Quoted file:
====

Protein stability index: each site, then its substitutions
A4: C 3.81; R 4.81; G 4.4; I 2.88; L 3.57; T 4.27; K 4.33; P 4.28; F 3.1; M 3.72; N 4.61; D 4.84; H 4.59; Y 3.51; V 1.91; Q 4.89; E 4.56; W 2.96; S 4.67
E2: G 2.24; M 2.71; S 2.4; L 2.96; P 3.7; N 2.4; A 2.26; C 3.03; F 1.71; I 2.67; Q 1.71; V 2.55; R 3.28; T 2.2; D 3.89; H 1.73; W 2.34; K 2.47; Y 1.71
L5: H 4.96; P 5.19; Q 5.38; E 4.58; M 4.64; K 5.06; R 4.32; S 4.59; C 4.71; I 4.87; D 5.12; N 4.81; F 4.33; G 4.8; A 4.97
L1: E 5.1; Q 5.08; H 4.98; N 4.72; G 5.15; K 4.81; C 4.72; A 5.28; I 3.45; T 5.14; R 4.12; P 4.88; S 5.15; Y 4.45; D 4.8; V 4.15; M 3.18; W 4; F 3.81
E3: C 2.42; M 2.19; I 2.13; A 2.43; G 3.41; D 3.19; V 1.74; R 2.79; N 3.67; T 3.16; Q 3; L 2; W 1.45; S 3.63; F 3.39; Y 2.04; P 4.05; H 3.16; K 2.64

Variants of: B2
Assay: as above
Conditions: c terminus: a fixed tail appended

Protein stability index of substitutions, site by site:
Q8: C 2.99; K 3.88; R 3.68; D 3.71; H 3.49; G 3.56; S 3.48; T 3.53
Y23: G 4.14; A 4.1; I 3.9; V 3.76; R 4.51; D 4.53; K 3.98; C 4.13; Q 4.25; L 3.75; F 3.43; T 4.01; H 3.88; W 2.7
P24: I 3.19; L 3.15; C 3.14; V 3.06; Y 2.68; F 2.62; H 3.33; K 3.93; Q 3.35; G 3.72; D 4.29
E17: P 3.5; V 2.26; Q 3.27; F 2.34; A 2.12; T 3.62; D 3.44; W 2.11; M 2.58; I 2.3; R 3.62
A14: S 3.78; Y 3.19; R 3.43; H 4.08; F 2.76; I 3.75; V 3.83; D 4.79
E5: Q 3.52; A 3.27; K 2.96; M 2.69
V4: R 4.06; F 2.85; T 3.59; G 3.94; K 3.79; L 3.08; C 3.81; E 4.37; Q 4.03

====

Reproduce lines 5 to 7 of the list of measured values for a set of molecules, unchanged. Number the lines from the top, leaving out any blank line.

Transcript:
L1: E 5.1; Q 5.08; H 4.98; N 4.72; G 5.15; K 4.81; C 4.72; A 5.28; I 3.45; T 5.14; R 4.12; P 4.88; S 5.15; Y 4.45; D 4.8; V 4.15; M 3.18; W 4; F 3.81
E3: C 2.42; M 2.19; I 2.13; A 2.43; G 3.41; D 3.19; V 1.74; R 2.79; N 3.67; T 3.16; Q 3; L 2; W 1.45; S 3.63; F 3.39; Y 2.04; P 4.05; H 3.16; K 2.64

Variants of: B2